"[W]e are living right now through the Age of Awesome. I spend small pockets of time trying to get the children in my life to stop exaggerating or, at least, to check the scale of their language. Everything is ‘awesome,’ ‘mega,’ massive,’ and ‘total,’ and some of us, down here chewing a blade of grass and feeling tiny under the sun, might make a case for the notion that it is fine for things to be, well, O.K. Not just in travel, but in terms of food, fashion, music, business ideas and design, the lovely, enabling idea that things can just be ‘fine,’ is under threat. Nothing’s allowed to be fine because, to the hyped-up mind, ‘fine’ sounds quite a lot like ‘mediocre.’
Not everything has to be great. Maybe it’s a thrill to watch things become great. Maybe it’s healthy to feel that a meal is reasonable, that a performance had its moments, that a trip was fun in parts, that a person is engaging and you look forward to finding out what they’re really like, that last night’s sex was nice. In my slow but persistent bid for the reader’s sanity, I hereby prescribe a period of allowing things to be adequate. That little taverna in Crete with the hanging bulbs? Sufficient. That shopping mall designed by Zaha Hadid? Decent. That show of Koloman Moser at the Neue Galerie? Likable.
This isn’t faint praise; it just ain’t hysteria. And the worlds of art, style and travel suffer from an overassignment of superlatives and love-love-love. How about having a shaded, tempered view of what you’re actually experiencing? Some things you like without realizing you like them, or it takes a while, or you can’t find the words, or you feel two things at once.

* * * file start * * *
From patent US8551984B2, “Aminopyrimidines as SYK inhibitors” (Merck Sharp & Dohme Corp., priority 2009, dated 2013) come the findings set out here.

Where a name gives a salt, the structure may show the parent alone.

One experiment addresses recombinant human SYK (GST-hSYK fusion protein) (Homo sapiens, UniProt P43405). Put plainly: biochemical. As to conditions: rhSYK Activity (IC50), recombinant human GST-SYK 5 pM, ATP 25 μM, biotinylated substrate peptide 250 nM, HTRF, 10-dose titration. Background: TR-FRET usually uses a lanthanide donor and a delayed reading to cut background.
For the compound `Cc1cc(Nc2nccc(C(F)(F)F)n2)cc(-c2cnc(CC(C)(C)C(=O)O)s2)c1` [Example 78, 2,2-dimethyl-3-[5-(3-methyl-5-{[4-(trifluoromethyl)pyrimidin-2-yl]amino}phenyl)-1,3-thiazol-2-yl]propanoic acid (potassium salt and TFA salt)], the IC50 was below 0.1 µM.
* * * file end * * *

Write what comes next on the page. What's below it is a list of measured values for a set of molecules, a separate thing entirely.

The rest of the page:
Personal satisfaction is a curious modern religion. It’s always been an instinct, of course, but it’s never been a religion before with such uniform psalms of praise. Good luck to those people who want the moon (literally), or who can’t stand for a second that something they’re enjoying isn’t utterly awesome and death-defyingly fabulous. Hurrah for those who wish to traverse the Gobi Desert on one foot. They will have the edge over the rest of us, who merely want a better cocktail and no traffic.”
The Virtues of Fine in the Age of Awesome | NYT